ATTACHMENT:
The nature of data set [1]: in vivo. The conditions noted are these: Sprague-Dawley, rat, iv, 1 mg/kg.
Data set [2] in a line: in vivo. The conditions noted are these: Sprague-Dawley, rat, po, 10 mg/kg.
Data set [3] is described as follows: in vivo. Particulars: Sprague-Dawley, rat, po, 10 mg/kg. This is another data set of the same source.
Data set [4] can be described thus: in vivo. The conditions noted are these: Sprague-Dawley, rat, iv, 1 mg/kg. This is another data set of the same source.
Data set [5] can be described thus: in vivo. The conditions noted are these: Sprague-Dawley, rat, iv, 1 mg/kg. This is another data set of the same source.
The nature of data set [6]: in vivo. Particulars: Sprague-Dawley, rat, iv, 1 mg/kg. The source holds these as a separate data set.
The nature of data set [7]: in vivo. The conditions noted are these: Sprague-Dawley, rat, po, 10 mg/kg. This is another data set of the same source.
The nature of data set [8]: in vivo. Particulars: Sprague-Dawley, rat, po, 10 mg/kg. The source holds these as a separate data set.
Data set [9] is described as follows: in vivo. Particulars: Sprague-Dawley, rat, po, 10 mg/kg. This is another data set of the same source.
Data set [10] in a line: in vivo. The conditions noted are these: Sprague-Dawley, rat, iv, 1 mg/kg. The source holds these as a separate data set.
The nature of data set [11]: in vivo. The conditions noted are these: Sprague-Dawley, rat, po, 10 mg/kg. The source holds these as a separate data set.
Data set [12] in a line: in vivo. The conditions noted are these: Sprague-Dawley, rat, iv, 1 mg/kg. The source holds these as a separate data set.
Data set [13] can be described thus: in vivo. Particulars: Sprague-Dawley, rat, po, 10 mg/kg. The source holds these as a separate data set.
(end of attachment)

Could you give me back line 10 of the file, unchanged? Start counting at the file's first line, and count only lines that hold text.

Data set [10] in a line: in vivo. The conditions noted are these: Sprague-Dawley, rat, iv, 1 mg/kg. The source holds these as a separate data set.